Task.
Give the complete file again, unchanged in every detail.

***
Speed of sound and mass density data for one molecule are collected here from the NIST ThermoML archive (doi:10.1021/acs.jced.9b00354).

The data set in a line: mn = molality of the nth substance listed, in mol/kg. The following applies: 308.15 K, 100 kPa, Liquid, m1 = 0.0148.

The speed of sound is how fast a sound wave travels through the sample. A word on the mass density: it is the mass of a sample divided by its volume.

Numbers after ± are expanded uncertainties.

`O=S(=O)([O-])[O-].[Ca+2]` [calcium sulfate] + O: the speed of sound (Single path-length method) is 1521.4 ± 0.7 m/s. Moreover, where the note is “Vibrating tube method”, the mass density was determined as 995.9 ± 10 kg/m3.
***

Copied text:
Speed of sound and mass density data for one molecule are collected here from the NIST ThermoML archive (doi:10.1021/acs.jced.9b00354).

The data set in a line: mn = molality of the nth substance listed, in mol/kg. The following applies: 308.15 K, 100 kPa, Liquid, m1 = 0.0148.

The speed of sound is how fast a sound wave travels through the sample. A word on the mass density: it is the mass of a sample divided by its volume.

Numbers after ± are expanded uncertainties.

`O=S(=O)([O-])[O-].[Ca+2]` [calcium sulfate] + O: the speed of sound (Single path-length method) is 1521.4 ± 0.7 m/s. Moreover, where the note is “Vibrating tube method”, the mass density was determined as 995.9 ± 10 kg/m3.